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When You’re Told Your Child Will Die

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When you’re told your child will die, your whole world shifts.

You know the song “Where Were You When the World Stopped Turning?” Well, that describes it pretty well. You look outside and wonder how everyone else seems to be carrying on with life, the little things, and they don’t realize what has happened. And other things change, you change. Words change, thoughts change.

You may learn you’re stronger than you thought you were, but also weaker. You can find your character. It can burn away the unimportant and you find out exactly who and what you can depend on, and sometimes it’s surprising.

Rebekah's son with Trisomy 18 and his brother
Rebekah’s son, Aaron, with his brother.

We used to say a lot, do a lot, that we just don’t do anymore. Before, when the kids would say “I’m going to die!” very melodramatically, “Oh, woe is me,” type of thing, I’d flippantly reply, “Not this week. I don’t have time for a funeral.” Or “What color casket do you want?” Yeah, those words haven’t passed my lips for a long time. In fact, it’s been so long that my younger boys don’t even remember me saying them.

The littlest phrases carry a lot of meaning. I can ask, beg, threaten, rant and rave, and be ignored. But if I say, “Need a little help in here,” everyone jumps, and someone brings the landline in case we’re calling 911. See, those words, in that combination, mean that something’s going down with Aaron, and not in a good way.

When a new baby was born, we’d take a picture of the baby with the older sibling and make shirts. “I’m the big brother,” or “I’m the big sister” and put the picture on the back. Somehow, I just couldn’t see the kids wanting or wearing a shirt with a picture of them holding their brother who might have passed on. So we didn’t make them this time. Instead, I made photos with mats that said, “Big Brother to an Angel” or “Big Sister to an Angel.”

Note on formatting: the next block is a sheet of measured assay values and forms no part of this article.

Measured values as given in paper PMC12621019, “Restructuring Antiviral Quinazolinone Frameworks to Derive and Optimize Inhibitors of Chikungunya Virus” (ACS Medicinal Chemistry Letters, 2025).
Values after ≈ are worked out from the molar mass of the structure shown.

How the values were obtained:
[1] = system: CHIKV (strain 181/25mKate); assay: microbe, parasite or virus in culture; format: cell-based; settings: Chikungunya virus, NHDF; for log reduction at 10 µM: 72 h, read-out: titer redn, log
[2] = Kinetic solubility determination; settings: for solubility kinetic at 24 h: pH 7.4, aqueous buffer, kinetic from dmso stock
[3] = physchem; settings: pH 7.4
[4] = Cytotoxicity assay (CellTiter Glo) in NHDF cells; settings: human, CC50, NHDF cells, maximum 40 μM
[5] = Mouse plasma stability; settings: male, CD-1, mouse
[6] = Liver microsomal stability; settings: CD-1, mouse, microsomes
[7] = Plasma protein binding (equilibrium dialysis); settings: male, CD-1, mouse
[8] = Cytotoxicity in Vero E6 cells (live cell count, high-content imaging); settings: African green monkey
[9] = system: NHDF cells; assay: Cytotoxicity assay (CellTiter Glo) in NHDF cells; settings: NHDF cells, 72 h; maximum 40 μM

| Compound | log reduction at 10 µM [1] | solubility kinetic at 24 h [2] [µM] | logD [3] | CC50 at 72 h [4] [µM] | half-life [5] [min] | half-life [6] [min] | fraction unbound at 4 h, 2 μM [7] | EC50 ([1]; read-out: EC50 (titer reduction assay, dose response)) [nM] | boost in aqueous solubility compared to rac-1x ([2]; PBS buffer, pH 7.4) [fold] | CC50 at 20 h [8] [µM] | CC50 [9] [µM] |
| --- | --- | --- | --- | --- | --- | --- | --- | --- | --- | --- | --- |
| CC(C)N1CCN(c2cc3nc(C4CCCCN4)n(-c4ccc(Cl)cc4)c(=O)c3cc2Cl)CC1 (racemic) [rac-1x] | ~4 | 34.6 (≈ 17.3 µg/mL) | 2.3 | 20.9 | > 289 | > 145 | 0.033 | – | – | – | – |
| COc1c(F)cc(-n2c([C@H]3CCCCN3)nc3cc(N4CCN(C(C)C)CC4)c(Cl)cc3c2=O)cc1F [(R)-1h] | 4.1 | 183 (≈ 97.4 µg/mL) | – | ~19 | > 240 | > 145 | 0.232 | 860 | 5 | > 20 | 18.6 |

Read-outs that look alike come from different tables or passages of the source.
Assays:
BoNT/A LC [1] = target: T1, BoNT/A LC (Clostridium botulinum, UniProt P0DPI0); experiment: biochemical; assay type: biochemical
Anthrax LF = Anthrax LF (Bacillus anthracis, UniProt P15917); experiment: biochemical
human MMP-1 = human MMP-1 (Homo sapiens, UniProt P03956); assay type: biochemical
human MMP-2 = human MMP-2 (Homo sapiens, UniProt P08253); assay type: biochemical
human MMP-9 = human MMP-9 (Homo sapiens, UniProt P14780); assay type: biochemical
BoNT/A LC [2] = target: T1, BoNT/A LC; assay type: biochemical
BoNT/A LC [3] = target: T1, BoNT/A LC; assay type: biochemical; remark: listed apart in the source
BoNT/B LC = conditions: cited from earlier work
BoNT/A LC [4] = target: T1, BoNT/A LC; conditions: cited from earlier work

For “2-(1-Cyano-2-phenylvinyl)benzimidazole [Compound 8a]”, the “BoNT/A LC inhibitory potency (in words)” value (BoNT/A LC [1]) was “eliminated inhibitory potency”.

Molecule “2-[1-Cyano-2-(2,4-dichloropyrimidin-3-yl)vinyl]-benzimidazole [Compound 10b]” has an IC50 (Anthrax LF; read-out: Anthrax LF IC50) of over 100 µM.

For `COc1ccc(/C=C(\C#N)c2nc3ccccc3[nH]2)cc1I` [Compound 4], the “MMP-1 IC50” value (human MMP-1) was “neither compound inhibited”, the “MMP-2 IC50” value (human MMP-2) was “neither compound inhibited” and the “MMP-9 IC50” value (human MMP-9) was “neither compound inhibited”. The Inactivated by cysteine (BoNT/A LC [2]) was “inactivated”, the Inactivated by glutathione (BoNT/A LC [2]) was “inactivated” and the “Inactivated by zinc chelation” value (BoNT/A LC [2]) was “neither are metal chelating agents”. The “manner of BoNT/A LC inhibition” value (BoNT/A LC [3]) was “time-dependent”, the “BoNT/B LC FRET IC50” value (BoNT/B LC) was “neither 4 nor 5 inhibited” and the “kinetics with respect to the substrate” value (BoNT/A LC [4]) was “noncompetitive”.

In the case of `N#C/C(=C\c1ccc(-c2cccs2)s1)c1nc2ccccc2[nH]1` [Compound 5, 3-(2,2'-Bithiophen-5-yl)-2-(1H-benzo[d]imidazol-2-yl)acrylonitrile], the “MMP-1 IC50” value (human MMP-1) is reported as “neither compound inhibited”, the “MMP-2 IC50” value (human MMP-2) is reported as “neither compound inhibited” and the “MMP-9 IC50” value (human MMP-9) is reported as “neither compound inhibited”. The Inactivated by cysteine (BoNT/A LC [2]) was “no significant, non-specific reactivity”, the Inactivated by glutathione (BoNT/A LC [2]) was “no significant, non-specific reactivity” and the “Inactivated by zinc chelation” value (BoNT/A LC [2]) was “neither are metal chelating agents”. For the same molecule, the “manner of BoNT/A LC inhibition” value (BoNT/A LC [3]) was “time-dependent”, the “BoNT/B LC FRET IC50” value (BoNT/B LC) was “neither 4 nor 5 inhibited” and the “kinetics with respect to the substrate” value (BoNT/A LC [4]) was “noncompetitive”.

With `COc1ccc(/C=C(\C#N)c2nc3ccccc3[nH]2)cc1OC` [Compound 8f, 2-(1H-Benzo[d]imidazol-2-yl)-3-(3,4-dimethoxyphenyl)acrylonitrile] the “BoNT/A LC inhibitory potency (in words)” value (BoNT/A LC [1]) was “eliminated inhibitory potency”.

As part of Christmas, I finally got around to making a couple of blankets for two of the boys out of old T-shirts. David had several of his “big brother” shirts in there, and that prompted Michael and Andrew to ask about their big brother shirts with Aaron. And they want them, they really do. So we finally took pictures of them with Aaron for that purpose. It’ll still probably take me time to get around to making them, but that’s more a product of time constraints than anything.

I’ve changed in other ways, too. I try not to take life for granted anymore. I want to feel, to experience, to love. I want to spend more time with people. I reach out more. I look inside more, too.

I look to my God more, reflect on where my strength comes from. I try to decide if something that’s “so important” now will still be important in five or ten years. Is my opinion just that, my opinion? Or can it, will it make a difference if I speak up? When you’re forced to look at life, really look at life and death, you see with a different focus. The important is brought forward, while the rest fades into the background, where it belongs.

When you’re told your child will die, a part of you dies, too. But another part holds onto every last moment with a courage and strength you didn’t know existed. It’s beautiful, it’s painful, it’s exquisitely powerful.

It is life, in its purest, most vulnerable, sensitive, loving, overwhelmed, and inspired form.

It is love.

“Real love stories never have endings.” –Richard Bach

A version of this post originally appeared on Compatible With Joy — Trisomy 18.

Originally published: April 8, 2016
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